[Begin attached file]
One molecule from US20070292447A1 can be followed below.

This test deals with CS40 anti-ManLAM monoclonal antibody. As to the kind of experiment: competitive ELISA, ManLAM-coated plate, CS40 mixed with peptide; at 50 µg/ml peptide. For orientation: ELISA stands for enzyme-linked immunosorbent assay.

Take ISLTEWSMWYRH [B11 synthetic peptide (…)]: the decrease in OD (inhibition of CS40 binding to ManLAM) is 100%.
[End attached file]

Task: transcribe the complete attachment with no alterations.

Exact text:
One molecule from US20070292447A1 can be followed below.

This test deals with CS40 anti-ManLAM monoclonal antibody. As to the kind of experiment: competitive ELISA, ManLAM-coated plate, CS40 mixed with peptide; at 50 µg/ml peptide. For orientation: ELISA stands for enzyme-linked immunosorbent assay.

Take ISLTEWSMWYRH [B11 synthetic peptide (…)]: the decrease in OD (inhibition of CS40 binding to ManLAM) is 100%.